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Stat Med. 1994 Jul 15-30;13(13-14):1485-91.

The relationship between clinical trials and clinical practice: the risks of underestimating its complexity.

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Laboratory of Clinical Epidemiology, Istituto Mario Negri, Milano, Italy.


Two main points are addressed in the following remarks. The first is that the survival of randomized clinical trials (RCTs) as the gold standard by which to assess the effectiveness of medical technology is being seriously challenged. It is incumbent upon methodologists and clinical researchers to understand why this is happening and commit themselves to improving the process through which new possibilities for improved treatments are selected, prioritized and implemented. The second point is that trialists should abandon the idea that the availability of relevant information is a sufficient condition for a timely and widespread acceptance of RCTs results. Contrary to what health services research has repeatedly indicated, trialists still, by and large, seem to believe in a simplistic model that assumes a one-way linear and rapid relationship between scientific knowledge and clinical practice. In the concluding section the paper pinpoints some issues to be further discussed from the point of view of monitoring and conducting trials.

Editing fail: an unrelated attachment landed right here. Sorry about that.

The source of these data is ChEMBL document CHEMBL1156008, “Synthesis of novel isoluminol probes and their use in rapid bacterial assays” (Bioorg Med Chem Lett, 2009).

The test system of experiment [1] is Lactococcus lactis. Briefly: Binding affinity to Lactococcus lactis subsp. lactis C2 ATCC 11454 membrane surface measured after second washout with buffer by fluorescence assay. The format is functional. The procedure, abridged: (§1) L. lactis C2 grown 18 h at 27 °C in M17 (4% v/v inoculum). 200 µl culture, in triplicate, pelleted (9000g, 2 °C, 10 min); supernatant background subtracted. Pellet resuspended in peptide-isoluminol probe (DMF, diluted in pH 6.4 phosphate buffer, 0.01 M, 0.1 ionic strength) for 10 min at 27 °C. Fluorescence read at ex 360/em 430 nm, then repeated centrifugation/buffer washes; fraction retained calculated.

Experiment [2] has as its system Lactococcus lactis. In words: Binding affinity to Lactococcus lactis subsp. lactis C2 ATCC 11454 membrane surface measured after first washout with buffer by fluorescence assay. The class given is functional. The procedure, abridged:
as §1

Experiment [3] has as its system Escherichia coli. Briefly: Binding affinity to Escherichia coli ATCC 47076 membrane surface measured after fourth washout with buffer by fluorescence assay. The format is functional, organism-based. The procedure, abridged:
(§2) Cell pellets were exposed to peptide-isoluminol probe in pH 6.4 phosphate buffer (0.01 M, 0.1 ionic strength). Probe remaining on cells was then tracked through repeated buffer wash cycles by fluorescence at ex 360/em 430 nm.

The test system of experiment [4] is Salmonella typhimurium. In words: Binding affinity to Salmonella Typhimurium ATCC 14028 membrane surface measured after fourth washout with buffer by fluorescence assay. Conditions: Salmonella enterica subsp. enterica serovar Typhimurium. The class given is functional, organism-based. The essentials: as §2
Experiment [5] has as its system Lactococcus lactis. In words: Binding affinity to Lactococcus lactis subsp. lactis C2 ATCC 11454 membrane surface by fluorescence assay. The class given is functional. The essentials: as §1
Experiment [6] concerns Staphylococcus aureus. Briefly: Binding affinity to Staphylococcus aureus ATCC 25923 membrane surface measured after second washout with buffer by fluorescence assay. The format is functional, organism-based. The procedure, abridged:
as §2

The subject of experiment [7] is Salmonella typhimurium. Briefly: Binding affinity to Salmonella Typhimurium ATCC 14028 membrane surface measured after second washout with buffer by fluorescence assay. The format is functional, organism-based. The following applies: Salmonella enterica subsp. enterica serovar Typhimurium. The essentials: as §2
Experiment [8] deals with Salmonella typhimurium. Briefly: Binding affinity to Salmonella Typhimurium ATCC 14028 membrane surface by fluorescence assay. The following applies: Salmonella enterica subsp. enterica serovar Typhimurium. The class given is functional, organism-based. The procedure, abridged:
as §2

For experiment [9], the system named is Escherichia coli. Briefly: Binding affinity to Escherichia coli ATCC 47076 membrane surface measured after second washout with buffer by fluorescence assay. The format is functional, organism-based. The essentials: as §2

[Indexed for MEDLINE]

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